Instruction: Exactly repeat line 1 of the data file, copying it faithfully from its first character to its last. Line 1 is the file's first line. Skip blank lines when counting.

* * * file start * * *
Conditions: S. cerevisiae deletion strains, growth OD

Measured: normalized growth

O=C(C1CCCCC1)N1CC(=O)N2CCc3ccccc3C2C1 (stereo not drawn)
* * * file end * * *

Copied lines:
Conditions: S. cerevisiae deletion strains, growth OD